As the month of July begins, we created an All-Star team for Red Sox Prospects who

Red Sox Prospectshave spent the entire season within the organization. However, we did not include players from Lowell as their season just began a few weeks ago.

Without further ado, here is the complete list.

 

Starting Rotation

Jalen Beeks – LHP – Portland/Pawtucket

Bryan Mata – RHP – Greenville

Brian Johnson – LHP – Pawtucket/Boston

Roniel Raudes – RHP – Salem

Teddy Stankiewicz – RHP – Portland

Bullpen

Austin Maddox – RHP – Portland/Pawtucket/Boston

Jamie Callahan – RHP – Portland/Pawtucket

Bobby Poyner – LHP – Salem/Portland

Pat Goetze – RHP – Greenville

Josh Smith – LHP – Portland/Pawtucket

Shaun Anderson – RHP – Greenville/Salem

Lineup

CF – Danny Mars – Portland

2B – Chad de la Guerra – Salem/Portland

DH – Rafael Devers – Portland

LF – Bryce Brentz – Pawtucket

3B – Michael Chavis – Salem/Portland

1B – Josh Ockimey – Salem

SS – Tzu-Wei Lin – Portland/Boston

RF – Ryan Scott – Greenville

C – Austin Rei – Greenville

Bench

OF – Steve Selsky – Pawtucket/Boston

INF – CJ Chatham – Greenville

C – Jordan Procyshen – Portland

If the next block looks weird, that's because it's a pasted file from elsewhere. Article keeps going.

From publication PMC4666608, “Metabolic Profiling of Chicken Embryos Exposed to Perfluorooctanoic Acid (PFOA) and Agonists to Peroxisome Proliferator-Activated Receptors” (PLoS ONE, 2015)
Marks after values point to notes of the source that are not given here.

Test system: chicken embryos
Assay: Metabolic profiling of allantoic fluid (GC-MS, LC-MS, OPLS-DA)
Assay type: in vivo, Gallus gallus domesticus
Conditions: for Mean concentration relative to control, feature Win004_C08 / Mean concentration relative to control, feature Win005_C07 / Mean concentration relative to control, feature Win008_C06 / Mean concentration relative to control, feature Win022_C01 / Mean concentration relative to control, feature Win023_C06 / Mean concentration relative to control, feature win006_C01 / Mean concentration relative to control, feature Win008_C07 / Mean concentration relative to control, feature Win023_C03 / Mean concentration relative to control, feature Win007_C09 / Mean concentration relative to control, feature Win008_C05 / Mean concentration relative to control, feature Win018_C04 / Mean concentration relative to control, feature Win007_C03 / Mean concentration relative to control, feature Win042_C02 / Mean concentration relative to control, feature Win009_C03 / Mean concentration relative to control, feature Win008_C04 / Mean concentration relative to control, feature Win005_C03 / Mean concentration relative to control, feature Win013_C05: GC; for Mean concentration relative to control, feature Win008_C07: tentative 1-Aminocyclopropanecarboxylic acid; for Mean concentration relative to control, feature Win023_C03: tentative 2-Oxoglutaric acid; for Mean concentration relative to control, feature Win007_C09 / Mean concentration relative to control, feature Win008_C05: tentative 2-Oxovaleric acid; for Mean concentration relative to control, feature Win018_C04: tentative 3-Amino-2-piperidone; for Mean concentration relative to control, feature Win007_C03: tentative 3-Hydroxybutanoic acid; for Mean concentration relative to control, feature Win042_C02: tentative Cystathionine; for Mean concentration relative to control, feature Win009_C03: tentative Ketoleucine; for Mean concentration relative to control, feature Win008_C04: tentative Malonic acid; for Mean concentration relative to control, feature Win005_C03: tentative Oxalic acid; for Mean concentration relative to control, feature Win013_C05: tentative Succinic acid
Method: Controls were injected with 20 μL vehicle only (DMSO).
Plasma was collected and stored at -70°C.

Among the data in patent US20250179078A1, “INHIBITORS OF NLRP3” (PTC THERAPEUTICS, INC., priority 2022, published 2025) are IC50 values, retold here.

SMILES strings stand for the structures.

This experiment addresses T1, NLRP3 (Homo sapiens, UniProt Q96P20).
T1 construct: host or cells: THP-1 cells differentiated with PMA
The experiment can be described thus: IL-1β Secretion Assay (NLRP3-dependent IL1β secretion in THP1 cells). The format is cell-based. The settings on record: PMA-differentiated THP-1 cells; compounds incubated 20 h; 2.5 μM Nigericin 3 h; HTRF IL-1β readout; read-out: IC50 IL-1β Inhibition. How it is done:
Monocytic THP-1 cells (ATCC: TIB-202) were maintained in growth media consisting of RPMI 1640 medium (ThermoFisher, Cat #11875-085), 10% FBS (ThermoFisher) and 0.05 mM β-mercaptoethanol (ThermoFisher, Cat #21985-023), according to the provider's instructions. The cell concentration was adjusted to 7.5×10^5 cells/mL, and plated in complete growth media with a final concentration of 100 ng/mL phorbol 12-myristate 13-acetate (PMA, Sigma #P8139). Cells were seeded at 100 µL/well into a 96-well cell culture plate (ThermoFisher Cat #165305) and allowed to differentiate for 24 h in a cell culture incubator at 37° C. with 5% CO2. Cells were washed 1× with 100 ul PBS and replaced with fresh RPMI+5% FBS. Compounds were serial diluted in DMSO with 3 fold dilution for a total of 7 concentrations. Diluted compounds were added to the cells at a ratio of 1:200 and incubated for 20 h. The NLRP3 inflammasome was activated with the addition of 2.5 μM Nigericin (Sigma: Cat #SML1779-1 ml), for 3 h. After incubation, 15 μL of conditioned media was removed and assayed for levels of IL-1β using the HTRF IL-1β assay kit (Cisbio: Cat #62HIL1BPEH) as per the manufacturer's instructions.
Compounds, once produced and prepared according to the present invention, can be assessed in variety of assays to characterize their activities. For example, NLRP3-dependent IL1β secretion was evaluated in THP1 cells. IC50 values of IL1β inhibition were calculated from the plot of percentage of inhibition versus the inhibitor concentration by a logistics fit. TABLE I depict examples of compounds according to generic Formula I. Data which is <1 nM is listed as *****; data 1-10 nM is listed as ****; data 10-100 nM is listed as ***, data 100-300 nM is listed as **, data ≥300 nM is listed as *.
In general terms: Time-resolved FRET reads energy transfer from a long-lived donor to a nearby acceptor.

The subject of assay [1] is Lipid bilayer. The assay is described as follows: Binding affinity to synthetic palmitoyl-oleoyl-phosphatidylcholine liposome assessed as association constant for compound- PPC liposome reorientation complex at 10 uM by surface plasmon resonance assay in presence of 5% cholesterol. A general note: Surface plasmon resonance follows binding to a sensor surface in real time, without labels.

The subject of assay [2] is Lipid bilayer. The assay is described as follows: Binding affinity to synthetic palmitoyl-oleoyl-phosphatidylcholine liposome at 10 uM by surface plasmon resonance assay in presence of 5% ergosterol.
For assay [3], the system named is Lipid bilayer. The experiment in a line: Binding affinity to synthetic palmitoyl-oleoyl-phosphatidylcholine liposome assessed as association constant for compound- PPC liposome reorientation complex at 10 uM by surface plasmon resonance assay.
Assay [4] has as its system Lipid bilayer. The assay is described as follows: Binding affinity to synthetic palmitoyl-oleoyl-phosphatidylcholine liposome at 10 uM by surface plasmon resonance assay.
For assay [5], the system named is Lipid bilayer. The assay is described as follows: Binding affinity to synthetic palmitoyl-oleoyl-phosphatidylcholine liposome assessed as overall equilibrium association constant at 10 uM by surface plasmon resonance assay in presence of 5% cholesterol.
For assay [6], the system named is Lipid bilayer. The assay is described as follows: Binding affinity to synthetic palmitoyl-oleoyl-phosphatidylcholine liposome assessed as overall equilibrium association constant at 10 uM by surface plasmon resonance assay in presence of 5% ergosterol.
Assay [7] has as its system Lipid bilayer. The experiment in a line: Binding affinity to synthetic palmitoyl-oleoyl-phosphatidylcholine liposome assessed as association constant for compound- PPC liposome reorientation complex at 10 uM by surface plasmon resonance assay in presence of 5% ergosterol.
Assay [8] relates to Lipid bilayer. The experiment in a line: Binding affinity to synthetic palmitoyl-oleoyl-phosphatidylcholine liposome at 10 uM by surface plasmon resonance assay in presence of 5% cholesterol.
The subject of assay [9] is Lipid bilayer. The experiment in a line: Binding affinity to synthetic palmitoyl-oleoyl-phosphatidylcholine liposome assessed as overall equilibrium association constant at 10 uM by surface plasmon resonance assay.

Util – Heiker Meneses – Portland/Pawtucket

Red Sox Prospects Breakdown

While some of the decisions were very difficult to make, certain players stood out because of their tremendous performances. For example, Rafael Devers and his 16 home runs, Michael Chavis and his .300+ batting average. Then, of course, Jalen Beeks and his 1.1 K’s per inning. Just to name a few.

Similarly, young stars in Low-A ball like Bryan Mata and Austin Rei have consistently excelled, making way for potential second-half call-ups to High-A Salem. Meanwhile, Tzu-Wei Lin and Austin Maddox have already exceeded expectations and played in Boston.

Additionally, players such as Jordan Procyshen and Ryan Scott have come out the woodwork and become solid contributors at their respective positions. Further, Procyshen shines defensively and Ryan Scott has hit for consistent average all year.

Michael Chavis Promoted to Double-A Portland

According to sources from The Boston Globe and SoxProspects.com, Red Sox infield prospect Michael Chavis is being promoted to Double-A Portland. Infielder Chad de la Guerra is also being promoted to the Sea Dogs, who begin a homestand Friday.